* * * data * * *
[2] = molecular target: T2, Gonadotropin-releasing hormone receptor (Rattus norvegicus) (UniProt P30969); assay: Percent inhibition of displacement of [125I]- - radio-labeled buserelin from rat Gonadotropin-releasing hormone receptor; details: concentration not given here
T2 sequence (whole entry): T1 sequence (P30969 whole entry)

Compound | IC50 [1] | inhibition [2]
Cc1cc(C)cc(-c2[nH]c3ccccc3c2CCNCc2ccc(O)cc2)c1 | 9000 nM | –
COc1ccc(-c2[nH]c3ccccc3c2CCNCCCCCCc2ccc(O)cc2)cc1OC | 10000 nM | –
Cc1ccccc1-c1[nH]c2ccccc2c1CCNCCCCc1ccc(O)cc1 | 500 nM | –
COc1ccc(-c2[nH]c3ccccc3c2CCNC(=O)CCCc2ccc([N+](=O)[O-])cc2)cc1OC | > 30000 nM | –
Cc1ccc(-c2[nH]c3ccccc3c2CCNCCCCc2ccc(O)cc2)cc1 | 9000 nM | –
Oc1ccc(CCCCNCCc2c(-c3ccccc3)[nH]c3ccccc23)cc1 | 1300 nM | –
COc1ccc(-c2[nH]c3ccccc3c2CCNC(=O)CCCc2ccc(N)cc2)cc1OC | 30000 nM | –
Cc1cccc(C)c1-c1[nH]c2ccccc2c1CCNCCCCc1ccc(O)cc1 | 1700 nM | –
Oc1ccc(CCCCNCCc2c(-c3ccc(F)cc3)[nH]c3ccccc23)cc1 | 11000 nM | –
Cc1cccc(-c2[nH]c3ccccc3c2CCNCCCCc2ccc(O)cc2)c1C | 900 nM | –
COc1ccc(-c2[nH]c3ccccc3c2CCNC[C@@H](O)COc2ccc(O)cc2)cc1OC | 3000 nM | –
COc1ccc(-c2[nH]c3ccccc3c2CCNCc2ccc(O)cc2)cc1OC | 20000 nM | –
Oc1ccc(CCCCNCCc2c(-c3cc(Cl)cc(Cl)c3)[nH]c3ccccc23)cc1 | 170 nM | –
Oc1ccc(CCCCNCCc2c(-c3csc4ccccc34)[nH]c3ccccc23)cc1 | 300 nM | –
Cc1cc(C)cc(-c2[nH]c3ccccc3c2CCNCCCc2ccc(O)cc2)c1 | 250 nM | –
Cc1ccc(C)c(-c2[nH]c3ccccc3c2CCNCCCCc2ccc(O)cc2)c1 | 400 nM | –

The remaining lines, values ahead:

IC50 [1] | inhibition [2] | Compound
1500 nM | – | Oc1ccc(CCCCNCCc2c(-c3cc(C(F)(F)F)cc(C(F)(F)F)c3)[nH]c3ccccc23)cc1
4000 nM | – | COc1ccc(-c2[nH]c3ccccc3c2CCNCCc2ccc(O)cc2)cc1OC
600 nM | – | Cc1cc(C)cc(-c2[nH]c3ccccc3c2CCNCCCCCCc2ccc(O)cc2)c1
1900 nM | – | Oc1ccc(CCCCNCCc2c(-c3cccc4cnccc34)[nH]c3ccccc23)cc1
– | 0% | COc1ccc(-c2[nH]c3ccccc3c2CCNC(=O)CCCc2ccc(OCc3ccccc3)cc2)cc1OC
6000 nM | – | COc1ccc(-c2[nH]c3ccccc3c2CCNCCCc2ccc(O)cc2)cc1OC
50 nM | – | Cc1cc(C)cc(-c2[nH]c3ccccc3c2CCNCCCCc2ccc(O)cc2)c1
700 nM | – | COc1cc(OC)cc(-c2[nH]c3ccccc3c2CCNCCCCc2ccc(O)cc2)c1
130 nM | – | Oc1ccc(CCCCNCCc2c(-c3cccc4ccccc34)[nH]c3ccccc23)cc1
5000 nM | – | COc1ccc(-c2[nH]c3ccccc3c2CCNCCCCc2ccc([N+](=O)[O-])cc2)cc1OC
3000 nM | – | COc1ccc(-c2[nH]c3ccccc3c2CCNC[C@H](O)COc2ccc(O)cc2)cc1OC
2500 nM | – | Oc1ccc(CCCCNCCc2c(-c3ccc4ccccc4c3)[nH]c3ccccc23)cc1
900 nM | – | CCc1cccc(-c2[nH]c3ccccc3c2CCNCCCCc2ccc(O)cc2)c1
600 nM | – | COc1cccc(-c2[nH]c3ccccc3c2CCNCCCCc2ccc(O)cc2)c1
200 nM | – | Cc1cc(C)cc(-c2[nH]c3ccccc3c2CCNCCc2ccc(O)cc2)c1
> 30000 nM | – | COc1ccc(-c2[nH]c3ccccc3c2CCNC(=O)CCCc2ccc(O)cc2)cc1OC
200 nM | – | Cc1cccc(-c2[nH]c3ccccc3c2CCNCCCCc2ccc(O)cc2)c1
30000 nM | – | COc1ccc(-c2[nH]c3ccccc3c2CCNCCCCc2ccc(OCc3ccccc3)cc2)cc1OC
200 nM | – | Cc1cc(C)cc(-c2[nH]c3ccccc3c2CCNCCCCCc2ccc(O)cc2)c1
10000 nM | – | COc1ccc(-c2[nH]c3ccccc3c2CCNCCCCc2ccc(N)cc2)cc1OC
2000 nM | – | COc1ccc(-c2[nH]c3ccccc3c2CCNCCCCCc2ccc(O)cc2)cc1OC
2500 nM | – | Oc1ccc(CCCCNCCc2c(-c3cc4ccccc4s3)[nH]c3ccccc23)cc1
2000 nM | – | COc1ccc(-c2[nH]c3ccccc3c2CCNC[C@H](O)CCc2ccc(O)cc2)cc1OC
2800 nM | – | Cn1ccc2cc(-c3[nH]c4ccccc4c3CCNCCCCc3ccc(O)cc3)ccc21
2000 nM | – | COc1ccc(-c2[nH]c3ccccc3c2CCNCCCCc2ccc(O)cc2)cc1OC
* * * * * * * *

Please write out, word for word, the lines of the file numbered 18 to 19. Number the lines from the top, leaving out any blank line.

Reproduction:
Cc1cc(C)cc(-c2[nH]c3ccccc3c2CCNCCCc2ccc(O)cc2)c1 | 250 nM | –
Cc1ccc(C)c(-c2[nH]c3ccccc3c2CCNCCCCc2ccc(O)cc2)c1 | 400 nM | –